Cholesterol, HDL (High Density Lipoprotein)
High Density Lipoprotein, Cholesterol
HDL (High Density Lipoprotein), Cholesterol
Patient Preparation: Fasting is preferred but not required unless directed by the ordering provider.
Preferred: Serum gel
Acceptable: Red top
Submission Container/Tube: Plastic vial
Specimen Volume: 0.5 mL
1. Serum gel tube must be centrifuged within 2 hours of collection.
2. Red-top tube must be centrifuged and the serum aliquoted into a plastic vial within 2 hours of collection.
If not ordering electronically, complete, print, and send a Cardiovascular Test Request (T724) with the specimen.
|Specimen Type||Temperature||Time||Special Container|
|Serum||Refrigerated (preferred)||7 days|
High-density lipoprotein cholesterol (HDL-C) is associated with lower risk of cardiovascular disease. Excess cholesterol is actively pumped into HDL to be carried in the blood circulation and cleared by the liver in a process known as reverse cholesterol transport. For these reasons, HDL-C is often referred to as "good" cholesterol.
HDL-C is rarely measured in isolation and most often ordered along with total cholesterol and triglycerides. Measuring HDL-C and total cholesterol enables calculation of non-HDL cholesterol (total cholesterol-HDL-C). Non-HDL cholesterol is the combination of low-density lipoprotein cholesterol and very-low density lipoprotein cholesterol. Non-HDL cholesterol is directly associated with risk for cardiovascular disease and referred to as "bad" cholesterol.
The National Lipid Association and the National Cholesterol Education Program have set the following guidelines for lipids in a context of cardiovascular risk for adults 18 years old and older:
> or =40 mg/dL
> or =50 mg/dL
The Expert Panel on Integrated Guidelines for Cardiovascular Health and Risk Reduction in Children and Adolescents has set the following guidelines for lipids in a context of cardiovascular risk for children 2-17 years of age:
Low HDL: <40 mg/dL
Borderline Low: 40-45 mg/dL
Acceptable: >45 mg/dL
Reference values have not been established for patients who are younger than 24 months of age.
HDL-C can be increased by the same lifestyle changes that reduce risk for cardiovascular disease: physical activity, smoking cessation, and eating healthier. However, medications that specifically increase HDL levels have failed to reduce cardiovascular disease.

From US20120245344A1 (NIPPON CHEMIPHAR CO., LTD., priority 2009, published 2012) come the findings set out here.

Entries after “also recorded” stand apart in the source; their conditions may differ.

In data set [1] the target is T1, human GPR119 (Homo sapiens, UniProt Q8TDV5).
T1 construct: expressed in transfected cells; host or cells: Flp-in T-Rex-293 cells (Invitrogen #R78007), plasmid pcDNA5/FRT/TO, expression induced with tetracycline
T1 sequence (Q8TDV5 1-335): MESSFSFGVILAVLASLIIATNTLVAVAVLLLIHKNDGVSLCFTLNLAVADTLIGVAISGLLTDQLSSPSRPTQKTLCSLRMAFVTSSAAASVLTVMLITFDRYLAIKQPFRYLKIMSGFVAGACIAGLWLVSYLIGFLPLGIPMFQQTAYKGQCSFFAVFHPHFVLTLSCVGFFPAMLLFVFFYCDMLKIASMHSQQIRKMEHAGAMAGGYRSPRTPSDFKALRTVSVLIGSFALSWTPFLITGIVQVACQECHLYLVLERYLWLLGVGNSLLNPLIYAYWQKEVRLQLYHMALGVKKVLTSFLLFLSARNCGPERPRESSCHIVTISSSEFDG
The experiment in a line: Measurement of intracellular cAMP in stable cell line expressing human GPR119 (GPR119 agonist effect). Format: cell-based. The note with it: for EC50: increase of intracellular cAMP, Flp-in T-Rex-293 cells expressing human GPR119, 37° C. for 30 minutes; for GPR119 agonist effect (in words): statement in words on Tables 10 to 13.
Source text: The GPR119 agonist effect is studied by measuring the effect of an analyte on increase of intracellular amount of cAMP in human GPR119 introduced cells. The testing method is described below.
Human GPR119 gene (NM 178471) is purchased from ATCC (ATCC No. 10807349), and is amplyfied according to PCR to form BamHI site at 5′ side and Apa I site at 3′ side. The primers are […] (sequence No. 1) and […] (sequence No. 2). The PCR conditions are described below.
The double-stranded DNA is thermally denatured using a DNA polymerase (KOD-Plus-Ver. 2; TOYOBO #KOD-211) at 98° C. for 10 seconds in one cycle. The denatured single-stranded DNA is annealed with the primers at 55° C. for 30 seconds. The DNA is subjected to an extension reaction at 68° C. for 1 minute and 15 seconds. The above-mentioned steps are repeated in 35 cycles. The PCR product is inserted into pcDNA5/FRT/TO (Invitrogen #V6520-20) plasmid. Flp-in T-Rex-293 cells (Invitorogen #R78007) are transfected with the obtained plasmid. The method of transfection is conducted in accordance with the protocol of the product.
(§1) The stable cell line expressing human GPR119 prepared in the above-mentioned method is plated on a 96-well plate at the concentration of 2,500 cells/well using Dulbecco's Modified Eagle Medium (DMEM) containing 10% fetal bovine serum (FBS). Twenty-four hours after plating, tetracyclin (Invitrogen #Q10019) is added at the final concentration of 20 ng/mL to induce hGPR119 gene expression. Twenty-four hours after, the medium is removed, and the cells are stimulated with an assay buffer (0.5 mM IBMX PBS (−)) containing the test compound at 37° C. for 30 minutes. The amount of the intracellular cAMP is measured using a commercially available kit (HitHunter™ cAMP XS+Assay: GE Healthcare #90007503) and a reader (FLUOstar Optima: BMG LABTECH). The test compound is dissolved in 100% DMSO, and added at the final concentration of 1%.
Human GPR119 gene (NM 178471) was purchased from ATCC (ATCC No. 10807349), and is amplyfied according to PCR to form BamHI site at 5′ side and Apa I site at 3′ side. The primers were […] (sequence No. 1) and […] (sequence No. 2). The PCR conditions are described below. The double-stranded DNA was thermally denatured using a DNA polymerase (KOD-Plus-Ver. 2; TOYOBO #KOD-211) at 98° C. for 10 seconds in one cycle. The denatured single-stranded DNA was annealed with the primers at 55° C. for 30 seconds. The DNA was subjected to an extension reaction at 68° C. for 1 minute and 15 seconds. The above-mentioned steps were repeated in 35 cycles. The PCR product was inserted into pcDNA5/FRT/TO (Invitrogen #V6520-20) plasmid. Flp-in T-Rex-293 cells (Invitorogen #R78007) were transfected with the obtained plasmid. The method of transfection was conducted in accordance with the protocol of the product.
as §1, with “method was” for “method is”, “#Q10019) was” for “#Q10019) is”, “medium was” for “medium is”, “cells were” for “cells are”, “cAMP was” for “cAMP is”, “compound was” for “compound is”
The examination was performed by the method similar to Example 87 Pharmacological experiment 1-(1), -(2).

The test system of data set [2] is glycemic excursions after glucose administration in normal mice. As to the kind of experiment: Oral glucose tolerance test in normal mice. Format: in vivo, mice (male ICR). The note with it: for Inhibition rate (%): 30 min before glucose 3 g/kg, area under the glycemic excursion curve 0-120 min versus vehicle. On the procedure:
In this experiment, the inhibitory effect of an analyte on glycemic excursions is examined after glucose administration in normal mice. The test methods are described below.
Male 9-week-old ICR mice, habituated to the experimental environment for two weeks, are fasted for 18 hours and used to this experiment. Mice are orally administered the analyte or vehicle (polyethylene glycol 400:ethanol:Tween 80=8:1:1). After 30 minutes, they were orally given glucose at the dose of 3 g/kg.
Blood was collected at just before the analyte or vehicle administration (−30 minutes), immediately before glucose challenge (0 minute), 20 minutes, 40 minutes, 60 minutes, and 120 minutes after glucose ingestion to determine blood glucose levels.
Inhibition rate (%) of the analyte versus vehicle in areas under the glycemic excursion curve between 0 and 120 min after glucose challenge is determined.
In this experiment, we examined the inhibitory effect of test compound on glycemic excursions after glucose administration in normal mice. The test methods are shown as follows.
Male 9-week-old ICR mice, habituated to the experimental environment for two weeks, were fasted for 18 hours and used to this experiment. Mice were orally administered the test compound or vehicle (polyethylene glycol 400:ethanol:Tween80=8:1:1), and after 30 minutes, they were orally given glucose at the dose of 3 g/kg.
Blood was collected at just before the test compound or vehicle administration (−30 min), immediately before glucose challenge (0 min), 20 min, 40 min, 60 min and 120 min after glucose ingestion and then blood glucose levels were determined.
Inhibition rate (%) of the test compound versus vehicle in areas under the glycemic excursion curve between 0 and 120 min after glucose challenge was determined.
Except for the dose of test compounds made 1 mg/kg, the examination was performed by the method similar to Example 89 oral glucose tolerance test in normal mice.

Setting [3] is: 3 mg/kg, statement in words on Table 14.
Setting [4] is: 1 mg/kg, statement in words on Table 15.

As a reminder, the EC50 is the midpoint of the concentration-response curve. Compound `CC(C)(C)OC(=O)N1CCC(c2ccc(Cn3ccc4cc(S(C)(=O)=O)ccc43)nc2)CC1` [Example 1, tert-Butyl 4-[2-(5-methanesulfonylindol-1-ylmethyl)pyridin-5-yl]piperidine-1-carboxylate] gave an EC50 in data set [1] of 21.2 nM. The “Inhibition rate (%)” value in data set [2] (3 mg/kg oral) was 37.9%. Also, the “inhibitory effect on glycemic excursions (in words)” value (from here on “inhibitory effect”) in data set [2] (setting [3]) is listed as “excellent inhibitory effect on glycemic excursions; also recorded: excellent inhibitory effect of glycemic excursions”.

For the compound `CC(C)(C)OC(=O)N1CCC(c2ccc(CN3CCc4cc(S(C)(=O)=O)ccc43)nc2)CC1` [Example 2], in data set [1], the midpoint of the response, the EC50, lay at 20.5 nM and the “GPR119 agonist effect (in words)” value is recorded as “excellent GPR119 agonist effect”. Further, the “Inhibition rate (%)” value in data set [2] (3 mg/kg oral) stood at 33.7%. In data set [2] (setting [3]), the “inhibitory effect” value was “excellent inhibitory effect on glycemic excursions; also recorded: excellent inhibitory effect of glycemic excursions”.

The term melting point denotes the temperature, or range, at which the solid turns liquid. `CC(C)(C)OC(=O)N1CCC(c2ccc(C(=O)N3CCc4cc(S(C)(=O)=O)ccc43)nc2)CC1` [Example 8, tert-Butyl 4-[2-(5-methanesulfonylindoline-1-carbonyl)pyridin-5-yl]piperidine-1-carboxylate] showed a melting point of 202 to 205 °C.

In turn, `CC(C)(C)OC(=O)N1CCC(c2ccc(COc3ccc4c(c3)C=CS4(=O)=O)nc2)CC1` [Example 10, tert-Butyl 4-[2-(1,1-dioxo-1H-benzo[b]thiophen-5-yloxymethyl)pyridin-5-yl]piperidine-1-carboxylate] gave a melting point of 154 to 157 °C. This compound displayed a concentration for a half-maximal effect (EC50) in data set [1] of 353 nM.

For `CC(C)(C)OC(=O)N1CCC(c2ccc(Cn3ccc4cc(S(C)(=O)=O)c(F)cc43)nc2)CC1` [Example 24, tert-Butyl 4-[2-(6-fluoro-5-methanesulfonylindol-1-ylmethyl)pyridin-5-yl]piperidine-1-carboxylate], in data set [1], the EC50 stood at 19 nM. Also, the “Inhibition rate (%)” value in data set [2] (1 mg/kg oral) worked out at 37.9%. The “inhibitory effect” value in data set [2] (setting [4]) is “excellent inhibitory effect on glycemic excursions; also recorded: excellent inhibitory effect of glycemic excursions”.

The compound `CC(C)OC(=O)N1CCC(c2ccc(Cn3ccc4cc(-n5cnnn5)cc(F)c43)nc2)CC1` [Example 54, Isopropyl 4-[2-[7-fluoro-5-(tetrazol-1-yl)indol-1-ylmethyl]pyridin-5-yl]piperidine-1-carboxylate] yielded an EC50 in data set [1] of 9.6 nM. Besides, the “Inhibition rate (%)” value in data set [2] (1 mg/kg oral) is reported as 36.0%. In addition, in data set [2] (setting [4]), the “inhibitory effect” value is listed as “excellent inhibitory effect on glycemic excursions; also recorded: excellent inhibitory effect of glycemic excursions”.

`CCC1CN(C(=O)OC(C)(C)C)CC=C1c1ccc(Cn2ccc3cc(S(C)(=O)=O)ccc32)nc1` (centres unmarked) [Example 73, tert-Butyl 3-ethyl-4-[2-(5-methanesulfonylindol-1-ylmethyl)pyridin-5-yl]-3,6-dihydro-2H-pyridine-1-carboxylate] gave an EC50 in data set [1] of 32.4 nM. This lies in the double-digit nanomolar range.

Result can be falsely decreased in patients with elevated levels of N-acetyl-p-benzoquinone imine (NAPQI, a metabolite of acetaminophen), N-acetylcysteine (NAC), and metamizole.
1. Grundy SM, Stone NJ, Bailey AL, et al: AHA/ACC/AACVPR/AAPA/ABC/ACPM/ADA/AGS/APhA/ASPC/NLA/PCNA Guideline on the Management of Blood Cholesterol: A Report of the American College of Cardiology/American Heart Association Task Force on Clinical Practice Guidelines. Circulation. 2019 Jun 18;139(25):e1082-e1143
2. Jacobson TA, Ito MK, Maki KC, et al: National Lipid Association recommendations for patient-centered management of dyslipidemia: Part 1-executive summary. J Clin Lipidol. 2014 Sep-Oct;8(5):473-488. doi: 10.1016/j.jacl.2014.07.007
3. Expert Panel on Integrated Guidelines for Cardiovascular Health and Risk Reduction in Children and Adolescents; National Heart, Lung, and Blood Institute: Expert panel on integrated guidelines for cardiovascular health and risk reduction in children and adolescents: Summary report. Pediatrics. 2011 Dec;128 Suppl 5(Suppl 5):S213-S256. doi: 10.1542/peds.2009-2107C
Non high-density lipoprotein (HDL) lipoproteins such as low-density lipoprotein, very low-density lipoprotein, and chylomicrons are combined with polyanions and a detergent forming a water-soluble complex. In this complex, the enzymatic reaction of cholesterol esterase (CHER) and cholesterol oxidase (CHOD) towards non-HDL lipoproteins is blocked. Finally, only HDL-particles can react with CHER and CHOD. The concentration of HDL-cholesterol is determined enzymatically by CHER and CHOD. Cholesterol esters are broken down quantitatively into free cholesterol and fatty acids by CHER. In the presence of peroxidase, the hydrogen peroxide generated reacts with 4-amino-antipyrine and N-ethyl-N-(3-methylphenyl)-N'-succinylethylenediamine to form a dye. The color intensity of this dye is directly proportional to the cholesterol concentration and is measured photometrically.(Package insert: HDL-Cholesterol Gen4. Roche Diagnostics; V 2.0, 08/2018)
Monday through Sunday
This test has been cleared, approved, or is exempt by the US Food and Drug Administration and is used per manufacturer's instructions. Performance characteristics were verified by Mayo Clinic in a manner consistent with CLIA requirements.
|Test Id||Test Order Name||Order LOINC Value|
|HDCH||Cholesterol, HDL, S||2085-9|
|Result Id||Test Result Name||
Result LOINC Value
Applies only to results expressed in units of measure originally reported by the performing laboratory. These values do not apply to results that are converted to other units of measure.
|HDCH||Cholesterol, HDL, S||2085-9|